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Contact legislators, EPD about sludge spreading
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Sen. Steve Gooch opened his talk at the Tea Party meeting Aug. 14 by referring to two words that he heard from his preacher "which seemed to speak directly to" him in church the prior Sunday - "Stewardship and Responsibility."

Perhaps we need to get hold of that sermon and share it with the Georgia Environmental Protection Division, or EPD, and all our state legislators, to help them understand the role they play in the lives of those they were appointed to "protect" or those they were elected to represent.

The EPD, as the regulatory body, is currently able to permit sludge fields just 300 feet from a home, or subdivision and within a mile of where 15 percent of our county's population lives.

Dawson County may have some good technical arguments to rebut the granting of this particular EPD sludge permit on TMP 107 013, but there is no guarantee that this will be the last we hear of sewer sludge spreading.

Any tract of land with slopes less than 3-5 percent is a good candidate, and any rural county can be a target. With land values at an all time low it is not unreasonable to suppose that the sludge industry could take advantage of this.

Worse still, if this permit is granted, Dawson County will be the first in our region to go on the map as a "fecophile" or sludge accepting county and the ability to stop further "surface sludging" will be moot.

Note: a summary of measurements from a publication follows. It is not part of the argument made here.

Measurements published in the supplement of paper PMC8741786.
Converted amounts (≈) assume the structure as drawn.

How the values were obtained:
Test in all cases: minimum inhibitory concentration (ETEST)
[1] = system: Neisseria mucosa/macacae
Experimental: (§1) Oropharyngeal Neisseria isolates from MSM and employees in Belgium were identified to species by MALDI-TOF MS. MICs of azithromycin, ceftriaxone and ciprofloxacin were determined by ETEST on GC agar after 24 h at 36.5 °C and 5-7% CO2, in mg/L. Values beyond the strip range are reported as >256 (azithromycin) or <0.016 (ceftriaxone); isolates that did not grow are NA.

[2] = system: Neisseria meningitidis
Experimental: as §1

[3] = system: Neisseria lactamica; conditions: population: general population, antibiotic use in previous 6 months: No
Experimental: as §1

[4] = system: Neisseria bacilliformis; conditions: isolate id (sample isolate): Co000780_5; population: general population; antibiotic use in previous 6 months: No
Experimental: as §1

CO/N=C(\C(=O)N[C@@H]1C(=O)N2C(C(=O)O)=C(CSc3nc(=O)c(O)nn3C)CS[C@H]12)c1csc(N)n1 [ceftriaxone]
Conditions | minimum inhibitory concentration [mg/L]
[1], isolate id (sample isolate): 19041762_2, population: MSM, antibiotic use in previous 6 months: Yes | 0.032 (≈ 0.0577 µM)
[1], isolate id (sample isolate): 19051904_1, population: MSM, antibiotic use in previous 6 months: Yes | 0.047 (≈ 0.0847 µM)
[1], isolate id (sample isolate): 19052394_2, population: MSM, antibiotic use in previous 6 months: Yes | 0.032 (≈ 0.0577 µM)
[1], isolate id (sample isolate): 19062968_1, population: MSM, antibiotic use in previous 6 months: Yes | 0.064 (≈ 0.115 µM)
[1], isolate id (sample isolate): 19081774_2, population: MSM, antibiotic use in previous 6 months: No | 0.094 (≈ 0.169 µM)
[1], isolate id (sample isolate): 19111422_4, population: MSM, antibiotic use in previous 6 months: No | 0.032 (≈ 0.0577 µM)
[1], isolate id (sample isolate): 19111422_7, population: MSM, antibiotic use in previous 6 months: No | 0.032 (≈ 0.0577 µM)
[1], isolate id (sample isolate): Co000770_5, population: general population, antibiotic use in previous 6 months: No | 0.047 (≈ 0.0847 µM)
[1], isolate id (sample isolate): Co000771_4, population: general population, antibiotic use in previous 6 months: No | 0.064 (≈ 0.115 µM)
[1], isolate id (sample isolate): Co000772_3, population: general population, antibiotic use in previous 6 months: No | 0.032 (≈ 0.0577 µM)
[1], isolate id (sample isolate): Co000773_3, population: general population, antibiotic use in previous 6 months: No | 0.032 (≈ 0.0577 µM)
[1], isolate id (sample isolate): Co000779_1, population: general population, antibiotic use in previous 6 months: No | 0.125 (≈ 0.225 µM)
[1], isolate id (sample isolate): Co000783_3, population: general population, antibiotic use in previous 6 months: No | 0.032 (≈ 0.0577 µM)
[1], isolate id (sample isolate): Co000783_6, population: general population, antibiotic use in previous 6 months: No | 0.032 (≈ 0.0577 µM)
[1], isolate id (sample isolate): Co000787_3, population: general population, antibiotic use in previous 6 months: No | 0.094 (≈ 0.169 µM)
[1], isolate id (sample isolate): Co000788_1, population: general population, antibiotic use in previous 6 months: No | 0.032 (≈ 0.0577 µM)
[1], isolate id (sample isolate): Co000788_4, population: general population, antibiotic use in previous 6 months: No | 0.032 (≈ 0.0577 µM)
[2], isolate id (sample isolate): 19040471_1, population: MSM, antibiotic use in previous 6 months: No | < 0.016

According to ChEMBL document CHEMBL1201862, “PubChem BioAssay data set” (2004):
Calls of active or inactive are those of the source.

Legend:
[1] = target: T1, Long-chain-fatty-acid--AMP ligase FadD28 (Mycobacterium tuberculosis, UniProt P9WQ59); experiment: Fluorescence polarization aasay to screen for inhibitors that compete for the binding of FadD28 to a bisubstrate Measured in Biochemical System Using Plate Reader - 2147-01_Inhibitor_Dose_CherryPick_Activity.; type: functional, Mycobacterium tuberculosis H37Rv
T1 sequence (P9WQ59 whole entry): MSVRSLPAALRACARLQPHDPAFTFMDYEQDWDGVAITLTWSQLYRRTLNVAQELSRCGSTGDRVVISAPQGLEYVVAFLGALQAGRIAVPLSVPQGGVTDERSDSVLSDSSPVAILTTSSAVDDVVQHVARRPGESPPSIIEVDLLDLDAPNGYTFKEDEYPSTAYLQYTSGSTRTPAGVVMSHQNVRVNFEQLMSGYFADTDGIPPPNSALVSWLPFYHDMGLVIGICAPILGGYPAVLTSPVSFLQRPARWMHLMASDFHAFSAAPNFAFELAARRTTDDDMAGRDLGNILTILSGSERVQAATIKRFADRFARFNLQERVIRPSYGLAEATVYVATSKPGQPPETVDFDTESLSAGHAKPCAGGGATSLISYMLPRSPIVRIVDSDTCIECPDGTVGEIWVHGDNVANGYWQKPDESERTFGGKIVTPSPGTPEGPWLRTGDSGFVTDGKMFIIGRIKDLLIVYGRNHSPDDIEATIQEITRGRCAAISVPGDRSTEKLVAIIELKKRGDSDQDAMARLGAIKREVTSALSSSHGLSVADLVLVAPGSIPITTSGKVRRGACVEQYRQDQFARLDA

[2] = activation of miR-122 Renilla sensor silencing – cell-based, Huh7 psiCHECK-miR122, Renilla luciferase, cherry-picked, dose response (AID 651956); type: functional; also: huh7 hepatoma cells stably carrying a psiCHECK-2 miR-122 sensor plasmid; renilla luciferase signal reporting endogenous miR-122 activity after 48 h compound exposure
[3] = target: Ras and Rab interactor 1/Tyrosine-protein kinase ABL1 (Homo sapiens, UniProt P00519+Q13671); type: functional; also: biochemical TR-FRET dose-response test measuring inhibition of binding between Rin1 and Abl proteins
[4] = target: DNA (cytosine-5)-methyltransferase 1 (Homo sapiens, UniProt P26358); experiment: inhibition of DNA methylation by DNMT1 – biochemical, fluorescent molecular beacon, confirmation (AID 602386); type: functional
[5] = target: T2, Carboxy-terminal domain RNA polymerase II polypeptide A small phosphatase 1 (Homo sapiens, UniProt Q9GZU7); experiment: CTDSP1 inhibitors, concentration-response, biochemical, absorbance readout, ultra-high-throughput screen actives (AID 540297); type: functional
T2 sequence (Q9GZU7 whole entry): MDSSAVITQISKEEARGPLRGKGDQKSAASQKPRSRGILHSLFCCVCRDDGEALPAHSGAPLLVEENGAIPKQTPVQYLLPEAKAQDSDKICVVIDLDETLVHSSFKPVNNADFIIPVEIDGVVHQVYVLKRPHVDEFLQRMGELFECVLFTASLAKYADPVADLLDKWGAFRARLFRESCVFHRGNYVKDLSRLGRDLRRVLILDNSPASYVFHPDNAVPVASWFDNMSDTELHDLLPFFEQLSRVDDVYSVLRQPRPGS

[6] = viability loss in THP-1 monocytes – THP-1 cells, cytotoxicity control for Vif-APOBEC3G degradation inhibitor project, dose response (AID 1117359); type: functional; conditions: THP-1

It is our elected state legislators who can amend the law and make changes to these regulations. It is our state legislators who can amend the provisions of the Dillon Rule which allows the preemption of state law over local ordinances. (I'm guessing Judge [John Forrest] Dillon, if he were alive today, wouldn't want sewer sludge surface spread 300 feet from his home.)

The Dawson County Homeowners and Civic Association has collected well over 1,000 petition signatures to date and the number is growing daily with our Web site petition

We hope that this amplifies the message to our state legislators to be good stewards, taking responsibility for the safety and well-being of the electorate who put them into office, rather than surrendering to the interests of sludge industry lobbyists.

I strongly recommend that residents, businesses and other civic organizations pick up their pens, click their keyboards, or make a call with this message (in your own words) to your state legislators ... and accept no excuses.

Letters to EPD make you an interested party that they must respond to and keep you informed.

Jane Graves
President, Dawson County Homeowners and Civic Association